The Palm Beach Post Homework counts when choosing a plastic surgeon
Homework counts when choosing a plastic surgeon
July 13, 2008
– Careful re search yields best results
By Michal R. Abramowitz
Barry Hirshfield once weighed 600 pounds. In 1998, he decided enough was enough, so he went under the knife to have bariatric surgery to shed the obesity. The operation was a success.
After patiently waiting a year for the fat content in his body to disappear, he needed plastic surgery to rid the flaps of skin on his stomach that still overhung from the weight-loss procedure. This was not unusual, considering that Hirshfield had dropped 420 pounds, to weigh in at a svelte 180.
But in November 1999, Hirshfield, then 48, of Coconut Creek, went to a Fort Lauderdale plastic surgeon, based on a referral from his gastric doctor. Hirshfield wanted his stomach flattened and contoured.
“I realized I was never going to look like Arnold Schwarzenegger, but I did have some expectations,” he said.
Hirshfield had the surgery and went home from the hospital. That night, despite being warned by his surgeon not to do so, Hirshfield bent over to pick up something. He felt a pop in his stomach.
That pop served as a prologue to a tidal wave of problems, Hirshfield said, including staph infection, massive leakage from the incision, intense pain, and a botched follow-up procedure.
Last year, desperate for help, Hirshfield went to Dr. Jason Pozner, a Boca Raton plastic surgeon, to find a solution. It would take two surgeries – one major, and a second touch-up procedure in which Pozner removed a substantial amount of scar tissue.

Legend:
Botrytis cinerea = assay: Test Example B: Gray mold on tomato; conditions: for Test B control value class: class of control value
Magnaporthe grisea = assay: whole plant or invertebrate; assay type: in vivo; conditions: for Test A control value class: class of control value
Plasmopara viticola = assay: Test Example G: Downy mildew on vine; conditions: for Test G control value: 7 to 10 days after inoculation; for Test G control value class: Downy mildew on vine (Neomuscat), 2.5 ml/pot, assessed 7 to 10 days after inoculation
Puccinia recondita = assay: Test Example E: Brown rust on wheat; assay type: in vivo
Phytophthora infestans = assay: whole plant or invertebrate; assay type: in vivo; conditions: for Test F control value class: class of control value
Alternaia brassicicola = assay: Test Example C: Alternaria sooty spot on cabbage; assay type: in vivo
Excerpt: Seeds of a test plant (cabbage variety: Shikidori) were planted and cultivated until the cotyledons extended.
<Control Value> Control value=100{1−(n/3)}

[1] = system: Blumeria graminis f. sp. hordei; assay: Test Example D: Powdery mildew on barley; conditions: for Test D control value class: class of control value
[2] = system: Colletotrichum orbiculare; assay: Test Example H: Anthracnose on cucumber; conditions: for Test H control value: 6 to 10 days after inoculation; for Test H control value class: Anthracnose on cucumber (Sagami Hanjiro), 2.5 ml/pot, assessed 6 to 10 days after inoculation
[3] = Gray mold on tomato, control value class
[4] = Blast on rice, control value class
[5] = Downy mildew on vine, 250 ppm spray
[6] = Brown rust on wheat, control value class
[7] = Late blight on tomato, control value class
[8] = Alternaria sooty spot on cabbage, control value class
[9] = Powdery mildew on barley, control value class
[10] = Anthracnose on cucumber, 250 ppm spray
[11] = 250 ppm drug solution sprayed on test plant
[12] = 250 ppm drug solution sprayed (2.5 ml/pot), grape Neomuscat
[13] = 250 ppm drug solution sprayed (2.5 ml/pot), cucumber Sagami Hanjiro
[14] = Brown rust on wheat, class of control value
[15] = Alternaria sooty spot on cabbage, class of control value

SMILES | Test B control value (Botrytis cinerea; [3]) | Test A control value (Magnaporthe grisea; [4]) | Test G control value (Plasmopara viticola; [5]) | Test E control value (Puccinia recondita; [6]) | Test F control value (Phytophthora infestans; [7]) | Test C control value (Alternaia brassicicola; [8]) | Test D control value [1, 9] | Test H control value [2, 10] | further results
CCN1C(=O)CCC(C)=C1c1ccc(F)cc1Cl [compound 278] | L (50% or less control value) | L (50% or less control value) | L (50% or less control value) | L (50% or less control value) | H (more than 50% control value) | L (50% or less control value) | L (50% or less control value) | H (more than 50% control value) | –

Hirshfield repeatedly credits Pozner for saving him from the abyss of plastic surgery gone bad. All told, Hirshfield spent more than $15,000 on his plastic surgeries.
While Hirshfield’s situation is extreme, patients need to understand that they need to do their homework when shopping for a plastic surgeon. After all, plastic surgery is a surgical procedure, even if the insurance companies classify it as merely cosmetic.
“You should not shop like it’s a pair of shoes,” cautioned Dr. Rod Rohrick, chairman of plastic surgery at the University of Texas Southwestern, In Dallas. “You have only one face.”
Any doctor can perform plastic surgery, but only those who are board-certified plastic surgeons – certified by the American Association of Plastic Surgeons – have had full training in all aspects of it.
What makes matters confusing is that doctors who are not trained as plastic surgeons can legally form a board and claim they are board certified as cosmetic surgeons.
“A doctor could be an internist and call themselves a plastic surgeon,” said Dr. Michelle Copeland, an assistant professor of the School of Surgery at Mt. Siani Scholl of Medicine in New York, and author of Change Your Looks, Change Your Life.
With any doctor or medical professional able to run an advertisement in the paper, it’s critical to shop around and not go with the cheapest price you find.
“When people get their stomach stapled, they think like they are going in for a shoe shine or for their clothes hemmed,” said Hirshfield. “But it’s much more than that – it’s major surgery.”